Between the hulls the main cabin settee area is spacious and comfortable. The large drop leaf table has room for six when both leaves are extended. Otherwise, with the table size reduced, the comfy seats provide a great place to sit with your feet propped up to watch a movie or read a book.
The cockpit is quite large and can be protected with a bimini that will provide complete protection from rain and spray.
Our experience to date with the MastFoil rig is that the windward sailing performance is about equal to a conventional sloop rig. This has recently been shown to be the case in a detailed CFD (Computational Fluid Dynamics) analysis done by Doyle CFD, a sub group of Doyle Sails. Numerical comparison of a conventional rig and MastFoil rig in the new Atlantic 47 catamaran indicated differences on the order of 1% - essentially no difference. Given the ease of handling and versatility of the MastFoil rig I gladly accept a moderate reduction in predicted aerodynamic performance. The ease of handling means the Mastfoil can be "dialed up and down" so quickly that the MastFoil is likely to be faster when actually sailing. This will be especially true when sailing shorthanded, where crew delays in responding to wind changes account for HUGE variation in performance. Make the rig easy to sail well and it will be sailed better.
Practical cruising boats need reliable power. While there is no particular reason to overpower a fast sail boat, having enough power to make good progress against wind and waves provides very desirable flexibility and safety. Twin 20 HP three cylinder engines will provide very efficient cruising speeds and great close quarters handling. Range under power with the normal tankage should be between 400 and 500 miles depending on the speed run. One side note here is that the MastFoils will be useful contributors to power performance as they can easily be trimmed to provide beneficial lift with the wind angle very far forward.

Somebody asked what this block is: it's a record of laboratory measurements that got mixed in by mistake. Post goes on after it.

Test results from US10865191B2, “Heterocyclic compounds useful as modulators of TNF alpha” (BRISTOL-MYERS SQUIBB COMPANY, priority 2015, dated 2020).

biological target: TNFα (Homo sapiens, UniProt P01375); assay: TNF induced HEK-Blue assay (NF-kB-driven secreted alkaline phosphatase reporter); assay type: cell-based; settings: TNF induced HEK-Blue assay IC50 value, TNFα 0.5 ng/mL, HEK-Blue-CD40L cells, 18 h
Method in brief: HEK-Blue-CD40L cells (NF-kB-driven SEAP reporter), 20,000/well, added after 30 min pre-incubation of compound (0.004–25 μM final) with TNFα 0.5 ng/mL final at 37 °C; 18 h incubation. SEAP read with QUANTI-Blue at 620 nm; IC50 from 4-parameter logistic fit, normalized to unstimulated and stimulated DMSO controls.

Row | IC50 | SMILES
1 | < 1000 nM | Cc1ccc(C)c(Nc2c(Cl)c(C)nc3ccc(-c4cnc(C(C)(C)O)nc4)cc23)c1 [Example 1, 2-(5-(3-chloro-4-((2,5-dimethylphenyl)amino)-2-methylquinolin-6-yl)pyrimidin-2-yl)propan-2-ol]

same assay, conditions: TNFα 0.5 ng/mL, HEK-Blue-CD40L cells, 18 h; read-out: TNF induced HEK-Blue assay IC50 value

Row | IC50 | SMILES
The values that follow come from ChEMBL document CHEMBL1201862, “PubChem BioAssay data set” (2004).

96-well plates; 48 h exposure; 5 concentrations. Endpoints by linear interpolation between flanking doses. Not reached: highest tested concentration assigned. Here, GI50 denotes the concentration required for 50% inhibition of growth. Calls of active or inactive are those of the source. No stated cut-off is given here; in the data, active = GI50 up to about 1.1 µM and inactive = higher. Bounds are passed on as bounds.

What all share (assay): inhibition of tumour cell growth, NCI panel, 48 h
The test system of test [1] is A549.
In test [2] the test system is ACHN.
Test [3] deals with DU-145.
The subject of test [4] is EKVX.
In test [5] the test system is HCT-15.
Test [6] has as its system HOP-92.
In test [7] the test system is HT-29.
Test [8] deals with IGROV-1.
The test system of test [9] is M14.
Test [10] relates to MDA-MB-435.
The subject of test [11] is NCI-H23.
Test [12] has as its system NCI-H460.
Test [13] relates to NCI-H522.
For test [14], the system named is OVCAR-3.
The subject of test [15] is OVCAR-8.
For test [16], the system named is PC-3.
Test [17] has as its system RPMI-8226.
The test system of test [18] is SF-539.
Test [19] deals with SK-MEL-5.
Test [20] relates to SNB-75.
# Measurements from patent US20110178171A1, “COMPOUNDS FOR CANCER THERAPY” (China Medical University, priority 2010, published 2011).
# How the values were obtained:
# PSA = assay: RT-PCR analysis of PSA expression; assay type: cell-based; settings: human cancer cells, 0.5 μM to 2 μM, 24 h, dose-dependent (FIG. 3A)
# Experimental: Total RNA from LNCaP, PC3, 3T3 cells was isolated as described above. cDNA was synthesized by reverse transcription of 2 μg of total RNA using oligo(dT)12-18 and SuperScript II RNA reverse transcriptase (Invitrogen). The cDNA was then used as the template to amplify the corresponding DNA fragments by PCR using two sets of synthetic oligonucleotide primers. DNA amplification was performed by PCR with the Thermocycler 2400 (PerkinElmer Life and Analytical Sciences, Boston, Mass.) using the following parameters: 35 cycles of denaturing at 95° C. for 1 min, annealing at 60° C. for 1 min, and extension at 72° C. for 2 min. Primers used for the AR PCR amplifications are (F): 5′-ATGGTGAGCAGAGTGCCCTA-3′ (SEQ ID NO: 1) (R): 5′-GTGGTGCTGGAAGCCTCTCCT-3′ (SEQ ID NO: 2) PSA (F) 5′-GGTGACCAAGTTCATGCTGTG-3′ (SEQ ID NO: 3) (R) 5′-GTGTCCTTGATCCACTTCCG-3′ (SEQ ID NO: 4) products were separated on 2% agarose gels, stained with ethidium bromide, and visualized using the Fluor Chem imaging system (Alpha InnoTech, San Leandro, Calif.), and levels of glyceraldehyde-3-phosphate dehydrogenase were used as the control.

As all experienced multihull sailors know, a light boat is a fast boat. Building the boat with strong lightweight materials is the first step in reducing weight. Carbon fiber is used extensively in this design, resulting in lighter hull and deck laminates and better performance under both sail and power.
Of course the sailing performance of the best built boat in the world can be seriously compromised by careless choices of equipment and by overloading with superfluous gear and stores. The MF41 has less than half the overall displacement of many 40' "charterbarge" type cats and needs to be treated accordingly. She has ample payload capacity for safe and enjoyable cruising. The trick is to refrain from buying one of everything at the ship chandlery. Carry what you need, not everything that you imagine you might need 'someday'.
The MastFoil41 fills a large gap in the range of currently available multihulls. As a fast and fun club racer, weekend coastal cruiser or the occasional offshore passage maker to lands over the horizon the MF41 has lots of capability and addresses the way many people actually use their boats.
Besides that she's pretty cool looking too.
copyright © 2009 Chris White Designs